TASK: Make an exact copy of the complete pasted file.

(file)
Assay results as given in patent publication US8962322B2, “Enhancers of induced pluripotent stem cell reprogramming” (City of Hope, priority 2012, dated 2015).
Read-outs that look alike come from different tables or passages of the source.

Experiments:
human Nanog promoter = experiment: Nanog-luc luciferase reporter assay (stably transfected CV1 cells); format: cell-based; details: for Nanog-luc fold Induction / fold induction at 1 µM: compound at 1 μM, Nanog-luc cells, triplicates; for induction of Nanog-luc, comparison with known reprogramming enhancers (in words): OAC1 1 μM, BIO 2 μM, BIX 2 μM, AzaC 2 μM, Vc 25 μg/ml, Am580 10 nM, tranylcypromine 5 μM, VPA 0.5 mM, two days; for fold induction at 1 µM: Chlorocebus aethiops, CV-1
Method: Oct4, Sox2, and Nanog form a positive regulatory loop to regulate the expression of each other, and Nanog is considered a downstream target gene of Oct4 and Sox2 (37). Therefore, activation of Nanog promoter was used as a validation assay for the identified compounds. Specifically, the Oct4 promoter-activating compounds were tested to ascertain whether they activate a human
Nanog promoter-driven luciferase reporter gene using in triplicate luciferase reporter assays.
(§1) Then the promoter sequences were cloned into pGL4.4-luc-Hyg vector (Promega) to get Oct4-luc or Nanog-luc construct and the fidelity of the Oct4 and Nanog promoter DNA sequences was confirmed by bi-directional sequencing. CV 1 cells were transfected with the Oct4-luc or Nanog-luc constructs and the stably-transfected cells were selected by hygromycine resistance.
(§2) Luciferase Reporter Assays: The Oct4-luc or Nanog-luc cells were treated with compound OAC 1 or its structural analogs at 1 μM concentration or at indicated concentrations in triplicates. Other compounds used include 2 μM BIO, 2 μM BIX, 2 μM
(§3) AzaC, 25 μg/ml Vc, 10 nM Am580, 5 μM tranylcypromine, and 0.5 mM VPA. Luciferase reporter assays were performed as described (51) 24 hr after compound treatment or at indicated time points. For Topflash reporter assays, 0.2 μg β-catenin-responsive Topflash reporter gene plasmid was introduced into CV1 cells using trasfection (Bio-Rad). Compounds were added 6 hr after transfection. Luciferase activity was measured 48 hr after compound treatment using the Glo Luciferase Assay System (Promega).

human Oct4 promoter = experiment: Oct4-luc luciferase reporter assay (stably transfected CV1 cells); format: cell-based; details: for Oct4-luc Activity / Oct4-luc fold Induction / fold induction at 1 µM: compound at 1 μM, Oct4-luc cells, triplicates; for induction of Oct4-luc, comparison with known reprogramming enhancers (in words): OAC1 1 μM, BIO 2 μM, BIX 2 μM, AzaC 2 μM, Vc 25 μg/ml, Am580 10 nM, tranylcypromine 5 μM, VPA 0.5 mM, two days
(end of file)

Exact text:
Assay results as given in patent publication US8962322B2, “Enhancers of induced pluripotent stem cell reprogramming” (City of Hope, priority 2012, dated 2015).
Read-outs that look alike come from different tables or passages of the source.

Experiments:
human Nanog promoter = experiment: Nanog-luc luciferase reporter assay (stably transfected CV1 cells); format: cell-based; details: for Nanog-luc fold Induction / fold induction at 1 µM: compound at 1 μM, Nanog-luc cells, triplicates; for induction of Nanog-luc, comparison with known reprogramming enhancers (in words): OAC1 1 μM, BIO 2 μM, BIX 2 μM, AzaC 2 μM, Vc 25 μg/ml, Am580 10 nM, tranylcypromine 5 μM, VPA 0.5 mM, two days; for fold induction at 1 µM: Chlorocebus aethiops, CV-1
Method: Oct4, Sox2, and Nanog form a positive regulatory loop to regulate the expression of each other, and Nanog is considered a downstream target gene of Oct4 and Sox2 (37). Therefore, activation of Nanog promoter was used as a validation assay for the identified compounds. Specifically, the Oct4 promoter-activating compounds were tested to ascertain whether they activate a human
Nanog promoter-driven luciferase reporter gene using in triplicate luciferase reporter assays.
(§1) Then the promoter sequences were cloned into pGL4.4-luc-Hyg vector (Promega) to get Oct4-luc or Nanog-luc construct and the fidelity of the Oct4 and Nanog promoter DNA sequences was confirmed by bi-directional sequencing. CV 1 cells were transfected with the Oct4-luc or Nanog-luc constructs and the stably-transfected cells were selected by hygromycine resistance.
(§2) Luciferase Reporter Assays: The Oct4-luc or Nanog-luc cells were treated with compound OAC 1 or its structural analogs at 1 μM concentration or at indicated concentrations in triplicates. Other compounds used include 2 μM BIO, 2 μM BIX, 2 μM
(§3) AzaC, 25 μg/ml Vc, 10 nM Am580, 5 μM tranylcypromine, and 0.5 mM VPA. Luciferase reporter assays were performed as described (51) 24 hr after compound treatment or at indicated time points. For Topflash reporter assays, 0.2 μg β-catenin-responsive Topflash reporter gene plasmid was introduced into CV1 cells using trasfection (Bio-Rad). Compounds were added 6 hr after transfection. Luciferase activity was measured 48 hr after compound treatment using the Glo Luciferase Assay System (Promega).

human Oct4 promoter = experiment: Oct4-luc luciferase reporter assay (stably transfected CV1 cells); format: cell-based; details: for Oct4-luc Activity / Oct4-luc fold Induction / fold induction at 1 µM: compound at 1 μM, Oct4-luc cells, triplicates; for induction of Oct4-luc, comparison with known reprogramming enhancers (in words): OAC1 1 μM, BIO 2 μM, BIX 2 μM, AzaC 2 μM, Vc 25 μg/ml, Am580 10 nM, tranylcypromine 5 μM, VPA 0.5 mM, two days